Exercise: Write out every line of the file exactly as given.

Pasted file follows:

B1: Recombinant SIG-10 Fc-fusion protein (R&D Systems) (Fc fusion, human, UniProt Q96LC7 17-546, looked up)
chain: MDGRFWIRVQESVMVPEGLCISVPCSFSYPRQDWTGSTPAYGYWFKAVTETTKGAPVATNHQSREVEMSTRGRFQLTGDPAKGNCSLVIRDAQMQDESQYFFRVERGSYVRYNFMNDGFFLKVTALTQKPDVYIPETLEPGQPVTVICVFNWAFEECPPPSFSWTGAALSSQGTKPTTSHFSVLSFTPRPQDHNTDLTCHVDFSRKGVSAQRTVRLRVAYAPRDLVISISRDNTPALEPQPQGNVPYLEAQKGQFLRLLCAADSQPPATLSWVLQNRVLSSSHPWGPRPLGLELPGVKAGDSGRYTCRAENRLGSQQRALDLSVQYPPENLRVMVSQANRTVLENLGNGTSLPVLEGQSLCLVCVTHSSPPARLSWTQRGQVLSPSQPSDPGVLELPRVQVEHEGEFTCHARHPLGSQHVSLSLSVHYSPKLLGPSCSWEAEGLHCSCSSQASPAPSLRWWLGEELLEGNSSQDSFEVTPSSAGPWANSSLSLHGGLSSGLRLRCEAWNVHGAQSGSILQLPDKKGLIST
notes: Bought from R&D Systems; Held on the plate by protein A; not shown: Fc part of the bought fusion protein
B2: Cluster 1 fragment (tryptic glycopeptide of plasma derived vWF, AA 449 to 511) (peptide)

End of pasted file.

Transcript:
B1: Recombinant SIG-10 Fc-fusion protein (R&D Systems) (Fc fusion, human, UniProt Q96LC7 17-546, looked up)
chain: MDGRFWIRVQESVMVPEGLCISVPCSFSYPRQDWTGSTPAYGYWFKAVTETTKGAPVATNHQSREVEMSTRGRFQLTGDPAKGNCSLVIRDAQMQDESQYFFRVERGSYVRYNFMNDGFFLKVTALTQKPDVYIPETLEPGQPVTVICVFNWAFEECPPPSFSWTGAALSSQGTKPTTSHFSVLSFTPRPQDHNTDLTCHVDFSRKGVSAQRTVRLRVAYAPRDLVISISRDNTPALEPQPQGNVPYLEAQKGQFLRLLCAADSQPPATLSWVLQNRVLSSSHPWGPRPLGLELPGVKAGDSGRYTCRAENRLGSQQRALDLSVQYPPENLRVMVSQANRTVLENLGNGTSLPVLEGQSLCLVCVTHSSPPARLSWTQRGQVLSPSQPSDPGVLELPRVQVEHEGEFTCHARHPLGSQHVSLSLSVHYSPKLLGPSCSWEAEGLHCSCSSQASPAPSLRWWLGEELLEGNSSQDSFEVTPSSAGPWANSSLSLHGGLSSGLRLRCEAWNVHGAQSGSILQLPDKKGLIST
notes: Bought from R&D Systems; Held on the plate by protein A; not shown: Fc part of the bought fusion protein
B2: Cluster 1 fragment (tryptic glycopeptide of plasma derived vWF, AA 449 to 511) (peptide)